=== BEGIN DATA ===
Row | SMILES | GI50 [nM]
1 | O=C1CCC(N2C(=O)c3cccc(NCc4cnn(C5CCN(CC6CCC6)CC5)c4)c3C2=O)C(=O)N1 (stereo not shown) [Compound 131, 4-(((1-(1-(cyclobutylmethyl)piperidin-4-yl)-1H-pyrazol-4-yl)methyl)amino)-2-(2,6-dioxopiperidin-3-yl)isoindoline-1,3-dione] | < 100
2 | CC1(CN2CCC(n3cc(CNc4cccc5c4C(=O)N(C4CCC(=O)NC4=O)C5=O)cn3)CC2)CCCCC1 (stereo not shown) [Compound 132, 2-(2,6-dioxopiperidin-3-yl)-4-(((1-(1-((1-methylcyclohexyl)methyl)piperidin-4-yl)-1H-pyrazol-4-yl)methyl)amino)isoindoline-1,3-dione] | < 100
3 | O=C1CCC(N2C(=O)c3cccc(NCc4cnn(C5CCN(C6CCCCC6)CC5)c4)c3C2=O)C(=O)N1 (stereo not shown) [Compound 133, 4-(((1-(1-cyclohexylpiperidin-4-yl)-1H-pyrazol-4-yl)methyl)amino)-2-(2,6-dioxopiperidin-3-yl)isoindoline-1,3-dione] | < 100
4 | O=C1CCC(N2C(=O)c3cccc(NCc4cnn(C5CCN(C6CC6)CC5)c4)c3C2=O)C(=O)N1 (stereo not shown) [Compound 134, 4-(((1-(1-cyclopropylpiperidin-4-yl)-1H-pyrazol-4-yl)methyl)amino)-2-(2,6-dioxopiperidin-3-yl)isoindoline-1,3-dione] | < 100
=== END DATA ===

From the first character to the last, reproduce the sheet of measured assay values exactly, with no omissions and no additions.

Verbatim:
Row | SMILES | GI50 [nM]
1 | O=C1CCC(N2C(=O)c3cccc(NCc4cnn(C5CCN(CC6CCC6)CC5)c4)c3C2=O)C(=O)N1 (stereo not shown) [Compound 131, 4-(((1-(1-(cyclobutylmethyl)piperidin-4-yl)-1H-pyrazol-4-yl)methyl)amino)-2-(2,6-dioxopiperidin-3-yl)isoindoline-1,3-dione] | < 100
2 | CC1(CN2CCC(n3cc(CNc4cccc5c4C(=O)N(C4CCC(=O)NC4=O)C5=O)cn3)CC2)CCCCC1 (stereo not shown) [Compound 132, 2-(2,6-dioxopiperidin-3-yl)-4-(((1-(1-((1-methylcyclohexyl)methyl)piperidin-4-yl)-1H-pyrazol-4-yl)methyl)amino)isoindoline-1,3-dione] | < 100
3 | O=C1CCC(N2C(=O)c3cccc(NCc4cnn(C5CCN(C6CCCCC6)CC5)c4)c3C2=O)C(=O)N1 (stereo not shown) [Compound 133, 4-(((1-(1-cyclohexylpiperidin-4-yl)-1H-pyrazol-4-yl)methyl)amino)-2-(2,6-dioxopiperidin-3-yl)isoindoline-1,3-dione] | < 100
4 | O=C1CCC(N2C(=O)c3cccc(NCc4cnn(C5CCN(C6CC6)CC5)c4)c3C2=O)C(=O)N1 (stereo not shown) [Compound 134, 4-(((1-(1-cyclopropylpiperidin-4-yl)-1H-pyrazol-4-yl)methyl)amino)-2-(2,6-dioxopiperidin-3-yl)isoindoline-1,3-dione] | < 100